Monday, May 20, 2024
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How ChatGPT—and Bots Like It—Can Spread Malware

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AI landscape have begun to advance much faster: consumer-facing tools like Midjourney and ChatGPT are now able to generate incredible image and text results in seconds based on natural language prompts, and we’re seeing them everywhere from web searches to Watching as it gets deployed. children’s books,

However, these AI applications are being diverted to more nefarious uses, including spreading malware, Take the traditional scam email, for example: it’s usually full of obvious mistakes in its grammar and spelling – mistakes that the latest set of AI models don’t make, as noted in A recent advisory report from Europol,

Think about it: A lot of phishing attacks and other security threats rely on social engineering, tricking users into revealing passwords, financial information or other sensitive data. The persuasive, authentic-sounding text needed for these scams can now be pulled out fairly easily, requiring little to no human effort, and endlessly improvised and refined for specific audiences.

In the case of ChatGPT, it is important to note first that developer OpenAI has built security measures into it. Ask it to “write malware” or “phishing email” and it will tell you that it is “programmed to adhere to strict ethical guidelines that prohibit me from engaging in any malicious activities, including the creation of malware.” Writing or assisting.”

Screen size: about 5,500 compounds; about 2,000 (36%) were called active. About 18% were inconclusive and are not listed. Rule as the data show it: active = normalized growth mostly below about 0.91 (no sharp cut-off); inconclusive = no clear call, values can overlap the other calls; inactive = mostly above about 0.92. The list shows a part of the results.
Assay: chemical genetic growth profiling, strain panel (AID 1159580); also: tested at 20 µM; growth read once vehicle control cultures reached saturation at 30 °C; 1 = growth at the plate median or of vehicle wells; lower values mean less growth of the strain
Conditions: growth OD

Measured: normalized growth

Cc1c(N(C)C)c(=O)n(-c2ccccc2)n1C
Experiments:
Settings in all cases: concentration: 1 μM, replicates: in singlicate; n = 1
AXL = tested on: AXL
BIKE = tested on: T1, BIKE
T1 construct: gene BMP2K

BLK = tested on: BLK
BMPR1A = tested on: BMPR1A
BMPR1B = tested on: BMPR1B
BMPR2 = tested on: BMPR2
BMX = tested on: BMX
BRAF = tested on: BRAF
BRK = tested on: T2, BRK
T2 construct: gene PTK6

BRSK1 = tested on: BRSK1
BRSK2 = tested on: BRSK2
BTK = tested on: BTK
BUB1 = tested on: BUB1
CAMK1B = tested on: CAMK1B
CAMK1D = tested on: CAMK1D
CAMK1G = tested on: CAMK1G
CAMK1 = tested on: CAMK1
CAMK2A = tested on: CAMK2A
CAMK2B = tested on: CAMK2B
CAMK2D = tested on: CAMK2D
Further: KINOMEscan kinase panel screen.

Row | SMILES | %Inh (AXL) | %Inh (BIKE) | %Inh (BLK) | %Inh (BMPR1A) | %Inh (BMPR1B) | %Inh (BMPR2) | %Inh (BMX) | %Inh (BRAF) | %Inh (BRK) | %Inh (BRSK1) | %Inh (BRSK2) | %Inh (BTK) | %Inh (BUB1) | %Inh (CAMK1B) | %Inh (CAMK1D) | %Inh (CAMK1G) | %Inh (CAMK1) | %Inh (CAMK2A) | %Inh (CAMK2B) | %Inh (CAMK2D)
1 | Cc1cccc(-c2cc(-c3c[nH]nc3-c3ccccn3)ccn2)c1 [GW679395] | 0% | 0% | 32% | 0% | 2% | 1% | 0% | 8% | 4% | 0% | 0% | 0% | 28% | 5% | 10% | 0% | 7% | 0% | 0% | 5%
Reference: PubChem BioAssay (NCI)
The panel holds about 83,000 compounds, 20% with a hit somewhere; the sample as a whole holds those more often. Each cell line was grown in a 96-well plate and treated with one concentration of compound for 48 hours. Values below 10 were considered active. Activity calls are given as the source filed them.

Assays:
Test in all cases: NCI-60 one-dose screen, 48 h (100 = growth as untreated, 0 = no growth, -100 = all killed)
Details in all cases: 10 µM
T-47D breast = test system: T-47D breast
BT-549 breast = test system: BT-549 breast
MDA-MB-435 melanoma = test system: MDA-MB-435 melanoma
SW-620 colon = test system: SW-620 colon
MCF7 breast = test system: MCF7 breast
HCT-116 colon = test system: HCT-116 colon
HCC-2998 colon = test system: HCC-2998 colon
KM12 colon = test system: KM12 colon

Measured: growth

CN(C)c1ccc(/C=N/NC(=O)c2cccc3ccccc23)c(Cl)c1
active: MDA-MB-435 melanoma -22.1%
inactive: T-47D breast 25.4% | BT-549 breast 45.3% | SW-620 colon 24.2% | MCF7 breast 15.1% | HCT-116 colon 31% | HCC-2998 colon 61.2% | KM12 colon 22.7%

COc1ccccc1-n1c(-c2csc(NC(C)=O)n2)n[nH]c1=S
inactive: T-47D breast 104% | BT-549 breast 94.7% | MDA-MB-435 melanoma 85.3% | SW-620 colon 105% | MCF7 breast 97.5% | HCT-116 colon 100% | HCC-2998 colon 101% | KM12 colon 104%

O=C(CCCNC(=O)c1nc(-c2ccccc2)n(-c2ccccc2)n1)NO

ChatGPT won’t code malware for you, but it’s polite about it.

OpenAI via David Nield

However, it’s not too hard to get around these protections: ChatGPT can certainly code, and it can certainly write email. Even if it doesn’t know it’s writing malware, it may be prompted is generating something like, there are already indicated that cyber criminals are working to evade security measures.

We’re not picking on ChatGPT specifically here, but pointing out what is possible once it’s used for more sinister purposes, such as the Large Language Model (LLM). In fact, it’s not too hard to imagine criminal organizations developing their own LLM and similar tools to make their scams more believable. And it’s not just text: audio and video are more difficult to fake, but it’s happening too.

When it comes to your boss asking for an urgent report, or company tech support asking you to install a security patch, or your bank notifying you that you have a problem to answer, these are all potential scams to build trust. And rely on sounding genuine. , and that’s some AI bots I’m doing great, They can produce text, audio and video that sounds natural and is tailored to specific audiences, and they can do it quickly and continuously on demand.